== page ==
In brief

  • The Full Federal Court has affirmed the first instance decision in EMI Songs v Larrikin Music, holding that Men at Work’s iconic song ‘Down Under’ infringed copyright in the Australian folk song ‘Kookaburra Sits in the Old Gum Tree’.
  • One of the judges expressed disquiet about the conclusion in this case and intimated that there should be an applicable fair use exception.
  • This decision is significant for composers, music publishers, collecting societies and more broadly for any artists or authors of copyright works which reference or pay tribute to existing works.

Case summary

EMI brought an appeal against the first instance decision of Justice Jacobson, in which his Honour held that the 1979 and 1981 recordings of the song ‘Down Under’ infringed Larrikin Music’s copyright in the Australian folk song ‘Kookaburra’.

The principal question on appeal was whether a substantial part of ‘Kookaburra’ had been reproduced in ‘Down Under’ so as to constitute copyright infringement. In three separate judgments, the court dismissed the appeal on this principal question. Only one of the three judges, Justice Emmett, found error in the trial judge’s reasons.

The court also affirmed the decision at first instance that certain Qantas advertisements which used part of the song ‘Down Under’ did not infringe copyright in ‘Kookaburra’. Therefore EMI had not authorised copyright infringement by granting licences for the use of ‘Down Under’ in those advertisements. The outstanding questions on EMI’s liability for authorisation of copyright infringement in respect of other uses were remitted to the trial judge for determination.

The principal ground of appeal

On appeal, EMI argued that the primary judge had failed to give due weight to the differences between ‘Kookaburra’ and ‘Down Under’, including that the air of the songs was different. The court acknowledged that there were differences between the two songs in terms of key, structure, tempo, rhythm and genre. Yet the court did not consider that these differences meaningfully detracted from the objective similarity between the relevant parts of the songs.

EMI also submitted that ‘Down Under’ and ‘Kookaburra’ could not be objectively similar if the similarity had gone unnoticed by the general public for more than 20 years, notwithstanding the fact that both songs are iconic Australian compositions. The court disagreed, holding that the aural resemblance between the respective parts of the songs need not be resounding or obvious in order to give rise to copyright infringement.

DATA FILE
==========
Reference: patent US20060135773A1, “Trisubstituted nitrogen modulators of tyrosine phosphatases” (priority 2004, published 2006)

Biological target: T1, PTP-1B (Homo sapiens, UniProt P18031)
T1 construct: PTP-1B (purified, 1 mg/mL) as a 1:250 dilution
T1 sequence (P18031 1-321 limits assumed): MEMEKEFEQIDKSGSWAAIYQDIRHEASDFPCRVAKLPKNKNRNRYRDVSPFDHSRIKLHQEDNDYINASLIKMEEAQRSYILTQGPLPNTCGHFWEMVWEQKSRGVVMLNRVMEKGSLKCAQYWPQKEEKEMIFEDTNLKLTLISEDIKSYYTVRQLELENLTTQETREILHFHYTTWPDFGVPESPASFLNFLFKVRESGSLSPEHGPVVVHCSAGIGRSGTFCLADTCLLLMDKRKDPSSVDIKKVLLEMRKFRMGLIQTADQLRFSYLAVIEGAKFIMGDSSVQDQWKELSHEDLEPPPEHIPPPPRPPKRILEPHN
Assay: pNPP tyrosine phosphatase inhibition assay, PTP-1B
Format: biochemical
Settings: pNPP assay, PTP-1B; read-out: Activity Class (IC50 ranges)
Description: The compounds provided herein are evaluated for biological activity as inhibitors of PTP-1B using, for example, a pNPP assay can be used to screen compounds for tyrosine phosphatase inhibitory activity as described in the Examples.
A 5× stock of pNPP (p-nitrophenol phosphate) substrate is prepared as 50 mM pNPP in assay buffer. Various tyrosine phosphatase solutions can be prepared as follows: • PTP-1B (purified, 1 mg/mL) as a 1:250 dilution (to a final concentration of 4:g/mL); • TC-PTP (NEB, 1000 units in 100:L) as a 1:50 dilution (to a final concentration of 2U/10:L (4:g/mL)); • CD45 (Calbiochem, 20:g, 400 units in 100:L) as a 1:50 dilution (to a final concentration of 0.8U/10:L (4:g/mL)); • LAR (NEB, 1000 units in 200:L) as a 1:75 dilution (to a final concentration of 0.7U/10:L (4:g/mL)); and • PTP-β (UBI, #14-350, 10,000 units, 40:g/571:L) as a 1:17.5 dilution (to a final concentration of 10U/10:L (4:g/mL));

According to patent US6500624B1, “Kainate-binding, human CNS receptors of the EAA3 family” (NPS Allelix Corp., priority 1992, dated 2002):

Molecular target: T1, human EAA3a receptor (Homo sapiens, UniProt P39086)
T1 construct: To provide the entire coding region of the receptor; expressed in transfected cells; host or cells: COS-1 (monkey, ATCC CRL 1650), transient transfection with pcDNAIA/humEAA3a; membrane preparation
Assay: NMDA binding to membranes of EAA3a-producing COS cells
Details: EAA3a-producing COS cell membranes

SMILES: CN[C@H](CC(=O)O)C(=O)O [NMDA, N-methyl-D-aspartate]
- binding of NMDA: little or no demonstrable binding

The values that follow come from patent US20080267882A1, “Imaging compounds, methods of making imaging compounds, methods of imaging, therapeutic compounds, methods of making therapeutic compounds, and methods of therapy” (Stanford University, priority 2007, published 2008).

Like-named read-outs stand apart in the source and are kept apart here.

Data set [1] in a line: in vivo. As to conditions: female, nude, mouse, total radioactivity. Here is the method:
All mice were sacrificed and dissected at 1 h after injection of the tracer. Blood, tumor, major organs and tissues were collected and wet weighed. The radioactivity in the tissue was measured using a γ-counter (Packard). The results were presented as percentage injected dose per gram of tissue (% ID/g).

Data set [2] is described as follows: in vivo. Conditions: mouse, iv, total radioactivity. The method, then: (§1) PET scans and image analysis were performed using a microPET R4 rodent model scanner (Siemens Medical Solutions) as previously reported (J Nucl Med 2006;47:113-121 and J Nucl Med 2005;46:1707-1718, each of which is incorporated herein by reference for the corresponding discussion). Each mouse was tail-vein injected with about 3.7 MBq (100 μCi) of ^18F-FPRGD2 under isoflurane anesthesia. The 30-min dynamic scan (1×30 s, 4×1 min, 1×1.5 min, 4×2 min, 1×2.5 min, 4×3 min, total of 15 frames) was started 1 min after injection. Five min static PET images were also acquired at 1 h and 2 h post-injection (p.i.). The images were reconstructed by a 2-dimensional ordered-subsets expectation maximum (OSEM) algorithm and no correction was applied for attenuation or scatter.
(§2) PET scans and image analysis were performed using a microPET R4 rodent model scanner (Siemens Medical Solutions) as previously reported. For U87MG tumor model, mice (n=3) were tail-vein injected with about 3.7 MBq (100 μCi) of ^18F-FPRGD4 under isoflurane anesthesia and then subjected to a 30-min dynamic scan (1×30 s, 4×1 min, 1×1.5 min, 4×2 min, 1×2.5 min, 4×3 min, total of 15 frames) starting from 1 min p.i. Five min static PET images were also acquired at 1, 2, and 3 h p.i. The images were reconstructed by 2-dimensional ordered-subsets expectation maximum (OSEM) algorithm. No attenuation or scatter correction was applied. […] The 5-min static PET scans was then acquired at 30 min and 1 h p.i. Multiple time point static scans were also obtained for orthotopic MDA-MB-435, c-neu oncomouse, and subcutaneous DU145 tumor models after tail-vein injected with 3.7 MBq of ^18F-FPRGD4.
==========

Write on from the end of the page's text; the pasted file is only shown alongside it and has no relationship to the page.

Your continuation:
The fact that similarities between songs need not be obvious for a latter work to infringe copyright in an earlier work potentially raises difficulties for composers of music and copyright owners. This is particularly so in light of the court’s statements that copyright infringement can occur subconsciously.

A further argument made on behalf of EMI was that the primary judge failed to give adequate weight to the evidence that the originality of ‘Kookaburra’ lay in its composition as a round and, in turn, to take this into account on the question of whether a substantial part of the song was reproduced in ‘Down Under’. The court found that, given that the composer of ‘Kookaburra’ had applied skill and originality in writing the song as a round, each of the individual phrases making up the round manifested the application of skill and originality. Moreover, the court found that even if the originality of ‘Kookaburra’ was limited to its composition as a round, a substantial part of ‘Kookaburra’ could be reproduced without reproduction of the round structure. Justice Emmett noted that:

though brief, [the two relevant phrases in ‘Kookaburra’ are] an important and significant part whose composition may be said to have involved skill and originality. I consider that those phrases constituted an essential air or melody of the copyright work.

The court considered that the similarities between the works gives the impression that the individual effort of the composer of ‘Kookaburra’ had been adopted, even though the intention of doing so was not to save effort but rather to reference ‘Kookaburra’ as a tribute to its iconicity.

Justice Emmett’s ‘disquiet’

In his reasons, Justice Emmett expressed some reservations about the conclusion in this case. He commented that the duration of copyright protection ought not necessarily be the same for every copyright work.

His Honour also expressed concern about whether the reference to ‘Kookaburra’ should be treated as a fair use (although no appropriate fair use exception currently exists under Australian law). He stated:

one may wonder whether the framers of the Statute of Anne and its descendants would have regarded the taking of the melody of Kookaburra in the Impugned Recordings as infringement, rather than as a fair use that did not in any way detract from the benefit given to [the composer of ‘Kookaburra’] for her intellectual effort in producing Kookaburra.

Justice Emmett’s disquiet about this decision is likely to be shared by those in the music industry who consider that drawing on other songs is a natural part of the creative process of composing original music.